The 340B law is structured so that hospitals access savings by providing discounted drugs to all patients, including those with insurance. Congress wrote the law this way, and that’s how it’s been implemented since the beginning of the program more than twenty years ago. In addition to the documented evidence that 340B hospitals provide more uncompensated care and treat more low income patients, hospitals report using their drug discount savings in numerous ways that meet the program's purpose – enabling providers to stretch dollars so they can serve more patients and improve care.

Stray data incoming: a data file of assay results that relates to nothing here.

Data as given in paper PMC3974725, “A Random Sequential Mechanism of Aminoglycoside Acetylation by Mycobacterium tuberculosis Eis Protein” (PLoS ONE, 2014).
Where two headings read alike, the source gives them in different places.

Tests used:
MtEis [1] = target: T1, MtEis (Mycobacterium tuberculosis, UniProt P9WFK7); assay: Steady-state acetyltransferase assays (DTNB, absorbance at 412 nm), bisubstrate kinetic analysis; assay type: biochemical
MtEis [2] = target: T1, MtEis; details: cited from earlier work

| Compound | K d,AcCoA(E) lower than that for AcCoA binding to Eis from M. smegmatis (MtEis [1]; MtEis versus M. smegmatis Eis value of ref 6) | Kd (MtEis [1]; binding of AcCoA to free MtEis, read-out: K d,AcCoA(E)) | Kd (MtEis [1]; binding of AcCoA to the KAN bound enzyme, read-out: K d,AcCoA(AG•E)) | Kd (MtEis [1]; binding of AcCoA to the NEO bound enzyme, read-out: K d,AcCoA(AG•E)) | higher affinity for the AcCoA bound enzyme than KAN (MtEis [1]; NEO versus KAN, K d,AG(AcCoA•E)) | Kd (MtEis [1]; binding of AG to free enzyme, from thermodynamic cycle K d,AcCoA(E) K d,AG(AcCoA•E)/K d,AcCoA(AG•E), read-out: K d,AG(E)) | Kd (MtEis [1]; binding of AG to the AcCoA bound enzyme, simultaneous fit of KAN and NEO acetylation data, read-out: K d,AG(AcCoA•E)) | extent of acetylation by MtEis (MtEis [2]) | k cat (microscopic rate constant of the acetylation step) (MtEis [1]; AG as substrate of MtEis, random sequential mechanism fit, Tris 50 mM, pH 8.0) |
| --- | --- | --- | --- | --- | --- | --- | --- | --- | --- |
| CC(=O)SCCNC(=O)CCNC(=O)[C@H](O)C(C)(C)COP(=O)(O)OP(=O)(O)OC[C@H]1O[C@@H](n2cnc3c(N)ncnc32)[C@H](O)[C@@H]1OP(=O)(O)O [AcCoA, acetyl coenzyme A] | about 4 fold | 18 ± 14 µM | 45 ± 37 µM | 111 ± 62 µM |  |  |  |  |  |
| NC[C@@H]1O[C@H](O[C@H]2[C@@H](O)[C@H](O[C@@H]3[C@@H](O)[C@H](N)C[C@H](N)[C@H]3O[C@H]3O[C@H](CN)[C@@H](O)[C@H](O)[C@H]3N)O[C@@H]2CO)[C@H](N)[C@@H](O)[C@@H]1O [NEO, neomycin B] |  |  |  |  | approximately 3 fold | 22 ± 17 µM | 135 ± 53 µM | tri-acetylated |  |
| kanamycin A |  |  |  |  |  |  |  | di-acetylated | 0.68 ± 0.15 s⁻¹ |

340B makes it possible for Boston Medical Center to increase the number of Naloxone opioid overdose rescue kits dispensed. In Richmond, Va., 340B enables Virginia Commonwealth University Health System to operate primary care clinics and coordinate services for uninsured individuals. MetroHealth System in Cleveland, Ohio uses program savings to provide free and low-cost oncology care, as well as reduced prices on insulin and rescue inhalers.
The program saves lives. Jack Custalow of Richmond, VA, received treatment for a defective heart valve. Tammy Willette of Greensburg, IN, faced aggressive breast cancer with no insurance. Dorian-Gray Alexander couldn’t afford his HIV medications.
340B has been a highly successful partnership that results in better care for the underserved in America. Safety-net providers treat all patients who walk in the door.
The 340B program is essential to continuing that mission.